A champagne toast to N.D.’s Welk plans

Dennis, Tom. "A champagne toast to N.D.'s Welk plans." Grand Forks Herald, 3 July 2013.

Bob Dylan’s boyhood home in Hibbing, Minn., is privately owned. No one’s thinking of turning it into a state-run tourist attraction, despite Dylan’s status as one of the 20th century’s most popular and important musicians.

So, why should North Dakota support the State Historical Society’s proposal to buy the boyhood home of Lawrence Welk?

Here’s why:

Because it’s not just about Lawrence Welk.

It’s about Lawrence Welk and pioneer farming and the immigration history of Germans from Russia, all in one.

True, the house where Dylan grew up is privately owned. But here are just a few of the tourist attractions that are open for business in northern Minnesota:

There’s the Minnesota Discovery Center in Chisholm, Minn., Minnesota’s largest museum complex outside of the Twin Cities. The center “tells the story of the Iron Range, its people and its culture,” the center’s website notes.

There’s the Minnesota Museum of Mining in Chisholm. There’s the Minnesota Forest History Center near Grand Rapids, Minn.

And there are the Bois Forte Indian Heritage Museum, the Virginia Area Historical Society Museum, the Hull Rust Mahoning View Mine and a dozen more.

As the State Historical Society of North Dakota knows, Welk’s appeal on its own couldn’t sustain an attraction. That’s why the society has bigger plans for the property, which would cost around $100,000 in money that the 2013 Legislature provided. (At its July 12 meeting, the society’s board will consider finalizing the purchase.)

“The organization proposes to use home in the tiny town of Strasburg to also highlight the importance of agriculture and the region’s German-Russian heritage,” The Associated Press reported.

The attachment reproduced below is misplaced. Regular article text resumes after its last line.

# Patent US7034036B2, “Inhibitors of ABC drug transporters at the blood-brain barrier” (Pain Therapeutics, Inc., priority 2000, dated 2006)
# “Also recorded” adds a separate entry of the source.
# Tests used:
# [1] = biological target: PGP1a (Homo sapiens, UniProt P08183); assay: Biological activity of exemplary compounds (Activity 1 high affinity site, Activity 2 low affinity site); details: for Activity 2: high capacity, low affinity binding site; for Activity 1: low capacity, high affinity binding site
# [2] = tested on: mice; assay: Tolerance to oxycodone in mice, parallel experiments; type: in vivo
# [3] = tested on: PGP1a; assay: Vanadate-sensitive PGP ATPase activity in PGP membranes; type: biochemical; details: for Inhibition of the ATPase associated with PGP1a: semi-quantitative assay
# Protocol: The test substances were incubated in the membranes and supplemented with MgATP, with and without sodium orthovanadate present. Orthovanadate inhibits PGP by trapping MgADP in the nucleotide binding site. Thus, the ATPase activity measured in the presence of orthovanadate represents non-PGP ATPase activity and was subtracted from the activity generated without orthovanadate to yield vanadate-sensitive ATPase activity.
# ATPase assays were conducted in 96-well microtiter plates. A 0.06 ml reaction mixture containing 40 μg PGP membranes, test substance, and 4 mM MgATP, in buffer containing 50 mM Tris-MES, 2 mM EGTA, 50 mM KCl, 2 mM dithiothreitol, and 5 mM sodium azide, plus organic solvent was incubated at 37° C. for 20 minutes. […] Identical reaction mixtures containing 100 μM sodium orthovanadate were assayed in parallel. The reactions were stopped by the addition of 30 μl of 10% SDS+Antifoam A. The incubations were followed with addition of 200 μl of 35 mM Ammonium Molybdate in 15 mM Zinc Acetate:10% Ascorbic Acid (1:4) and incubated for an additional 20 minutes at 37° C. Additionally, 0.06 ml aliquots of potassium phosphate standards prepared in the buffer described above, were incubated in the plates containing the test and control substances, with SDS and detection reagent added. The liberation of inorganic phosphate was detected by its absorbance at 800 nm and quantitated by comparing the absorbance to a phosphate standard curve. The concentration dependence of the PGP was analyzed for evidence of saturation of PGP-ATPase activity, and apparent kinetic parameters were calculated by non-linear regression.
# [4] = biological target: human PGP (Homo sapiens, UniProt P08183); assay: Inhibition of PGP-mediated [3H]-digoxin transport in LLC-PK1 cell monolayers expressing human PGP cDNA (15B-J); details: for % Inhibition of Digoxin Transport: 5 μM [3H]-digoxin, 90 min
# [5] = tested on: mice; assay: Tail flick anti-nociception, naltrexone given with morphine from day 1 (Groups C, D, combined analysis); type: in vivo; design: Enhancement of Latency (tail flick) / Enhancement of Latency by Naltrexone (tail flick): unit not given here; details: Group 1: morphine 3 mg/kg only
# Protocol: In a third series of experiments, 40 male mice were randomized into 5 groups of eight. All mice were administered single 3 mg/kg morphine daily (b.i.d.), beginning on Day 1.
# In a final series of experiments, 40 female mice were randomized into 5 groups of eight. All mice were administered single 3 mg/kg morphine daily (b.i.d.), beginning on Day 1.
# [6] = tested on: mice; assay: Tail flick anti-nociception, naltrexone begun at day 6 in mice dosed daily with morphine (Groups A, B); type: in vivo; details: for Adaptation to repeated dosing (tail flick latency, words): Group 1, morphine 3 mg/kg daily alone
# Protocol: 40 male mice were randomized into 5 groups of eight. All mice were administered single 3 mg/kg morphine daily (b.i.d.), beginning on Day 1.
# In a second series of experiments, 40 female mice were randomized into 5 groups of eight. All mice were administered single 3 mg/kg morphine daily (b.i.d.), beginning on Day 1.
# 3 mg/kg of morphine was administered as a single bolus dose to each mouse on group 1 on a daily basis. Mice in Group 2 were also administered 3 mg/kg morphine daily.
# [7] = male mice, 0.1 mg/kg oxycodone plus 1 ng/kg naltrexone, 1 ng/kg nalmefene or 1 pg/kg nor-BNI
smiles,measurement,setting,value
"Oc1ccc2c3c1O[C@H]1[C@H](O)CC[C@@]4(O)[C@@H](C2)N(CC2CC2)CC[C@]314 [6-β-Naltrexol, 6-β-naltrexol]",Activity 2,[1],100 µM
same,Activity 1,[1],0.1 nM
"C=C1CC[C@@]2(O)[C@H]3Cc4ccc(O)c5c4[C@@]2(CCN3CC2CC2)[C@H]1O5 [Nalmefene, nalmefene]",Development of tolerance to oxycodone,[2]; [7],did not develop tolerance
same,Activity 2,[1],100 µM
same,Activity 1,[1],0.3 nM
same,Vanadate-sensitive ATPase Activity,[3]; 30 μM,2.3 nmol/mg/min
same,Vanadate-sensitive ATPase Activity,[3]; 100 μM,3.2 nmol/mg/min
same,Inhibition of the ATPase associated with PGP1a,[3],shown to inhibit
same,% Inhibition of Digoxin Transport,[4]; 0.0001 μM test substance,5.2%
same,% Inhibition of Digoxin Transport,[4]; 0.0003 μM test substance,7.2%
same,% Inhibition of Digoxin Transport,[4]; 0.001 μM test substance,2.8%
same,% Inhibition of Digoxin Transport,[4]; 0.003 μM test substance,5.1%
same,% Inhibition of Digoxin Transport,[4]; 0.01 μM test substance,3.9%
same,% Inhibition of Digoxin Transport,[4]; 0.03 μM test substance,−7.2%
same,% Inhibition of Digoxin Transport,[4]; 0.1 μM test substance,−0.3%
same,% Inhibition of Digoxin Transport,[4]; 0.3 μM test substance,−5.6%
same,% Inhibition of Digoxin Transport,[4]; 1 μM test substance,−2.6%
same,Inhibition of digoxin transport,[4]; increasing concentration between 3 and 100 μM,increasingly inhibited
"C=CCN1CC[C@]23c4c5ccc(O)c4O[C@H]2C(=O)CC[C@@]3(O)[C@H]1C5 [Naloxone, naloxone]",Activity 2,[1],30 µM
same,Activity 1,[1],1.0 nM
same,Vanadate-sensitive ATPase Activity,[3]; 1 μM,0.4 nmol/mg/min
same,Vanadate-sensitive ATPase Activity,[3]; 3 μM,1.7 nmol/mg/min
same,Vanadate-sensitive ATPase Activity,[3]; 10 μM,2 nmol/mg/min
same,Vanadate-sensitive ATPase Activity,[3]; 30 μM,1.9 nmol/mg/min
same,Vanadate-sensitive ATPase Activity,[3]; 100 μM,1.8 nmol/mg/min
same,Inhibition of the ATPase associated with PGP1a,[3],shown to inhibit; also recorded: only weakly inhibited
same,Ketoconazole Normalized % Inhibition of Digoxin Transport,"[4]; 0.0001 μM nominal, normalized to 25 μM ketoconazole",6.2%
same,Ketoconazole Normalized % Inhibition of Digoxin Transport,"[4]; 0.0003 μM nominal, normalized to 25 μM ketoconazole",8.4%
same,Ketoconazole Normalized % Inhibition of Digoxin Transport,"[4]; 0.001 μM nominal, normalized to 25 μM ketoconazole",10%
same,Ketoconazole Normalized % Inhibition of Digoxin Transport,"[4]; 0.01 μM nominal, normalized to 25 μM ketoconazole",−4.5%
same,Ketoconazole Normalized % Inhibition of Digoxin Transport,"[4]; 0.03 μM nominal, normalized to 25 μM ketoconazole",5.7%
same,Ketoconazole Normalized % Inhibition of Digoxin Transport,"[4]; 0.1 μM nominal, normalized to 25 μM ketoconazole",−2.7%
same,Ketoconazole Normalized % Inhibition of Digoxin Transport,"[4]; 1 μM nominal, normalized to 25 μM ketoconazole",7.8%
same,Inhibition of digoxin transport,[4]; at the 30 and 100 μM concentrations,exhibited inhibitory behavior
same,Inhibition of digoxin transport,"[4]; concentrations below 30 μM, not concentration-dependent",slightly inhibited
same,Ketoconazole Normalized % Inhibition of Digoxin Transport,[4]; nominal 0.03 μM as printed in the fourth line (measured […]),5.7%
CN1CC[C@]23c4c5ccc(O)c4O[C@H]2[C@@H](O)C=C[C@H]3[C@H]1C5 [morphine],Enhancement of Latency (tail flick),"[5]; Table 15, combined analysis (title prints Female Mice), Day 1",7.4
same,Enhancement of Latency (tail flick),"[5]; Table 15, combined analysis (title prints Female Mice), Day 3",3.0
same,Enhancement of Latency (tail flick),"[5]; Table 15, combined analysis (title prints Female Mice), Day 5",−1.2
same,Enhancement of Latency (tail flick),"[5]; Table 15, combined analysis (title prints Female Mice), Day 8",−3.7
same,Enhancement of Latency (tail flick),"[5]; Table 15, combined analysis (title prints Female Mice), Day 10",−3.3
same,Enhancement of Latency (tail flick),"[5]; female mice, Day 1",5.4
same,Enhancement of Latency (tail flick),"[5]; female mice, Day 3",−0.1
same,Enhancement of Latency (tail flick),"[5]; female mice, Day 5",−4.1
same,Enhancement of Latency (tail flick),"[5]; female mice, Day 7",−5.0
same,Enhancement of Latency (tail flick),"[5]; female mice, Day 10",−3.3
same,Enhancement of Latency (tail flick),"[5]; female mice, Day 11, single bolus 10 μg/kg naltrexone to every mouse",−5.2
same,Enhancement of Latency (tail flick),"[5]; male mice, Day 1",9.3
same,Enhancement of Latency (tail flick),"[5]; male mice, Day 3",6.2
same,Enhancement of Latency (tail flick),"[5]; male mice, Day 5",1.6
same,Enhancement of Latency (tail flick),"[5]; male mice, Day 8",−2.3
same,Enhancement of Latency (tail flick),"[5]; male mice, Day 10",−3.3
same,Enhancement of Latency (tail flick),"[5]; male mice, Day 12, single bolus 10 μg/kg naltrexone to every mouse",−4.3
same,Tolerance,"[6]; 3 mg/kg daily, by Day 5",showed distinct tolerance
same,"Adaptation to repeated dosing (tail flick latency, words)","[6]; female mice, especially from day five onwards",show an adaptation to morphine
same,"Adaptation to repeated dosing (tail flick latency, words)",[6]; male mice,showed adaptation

As the Iron Range attractions show, tourists enjoy sites that entertain and enlighten on American heritage. And if the sites feature key elements of our heritage that previously have been neglected, all the better.

Such is the case with both pioneer farming and the history of Germans from Russia.

Take the latter of those topics. Lawrence isn’t the only North Dakota celebrity to hail from that background. Angie Dickinson does, too.

Henry John Deutschendorf Jr. of New Mexico also boasted Germansfrom-Russia heritage. Most Americans remember him by his stage name: John Denver.

Al Neuharth, founder of USA Today; former Senate Majority Leader Tom Daschle; and according to the 2000 Census, some 43 percent of North Dakotans have German ancestry as well.

“Approximately one million descendants of these Russian Germans live in the United States,” Wikipedia reports. Sounds like more than enough potential visitors to make a heritage site a going concern.

Back in 1991, a proposed federal grant to build such a site also got mislabeled as centering on “And a-one, and a-two, and a-three ... and a-$500,000!” a congressman ridiculed.

But “far from honoring a single individual,” the site “would have called attention to the contributions these immigrants have made to this part of the United States,” the Herald editorialized at the time.
That was true then, and it remains true today. A site that uses the farmstead asa springboard to pioneer and ethnic history could work. The society should give it a try.

Reprinted with permission of Grand Forks Herald.

Permission to use any images from the GRHC website may be requested by contacting Michael M. Miller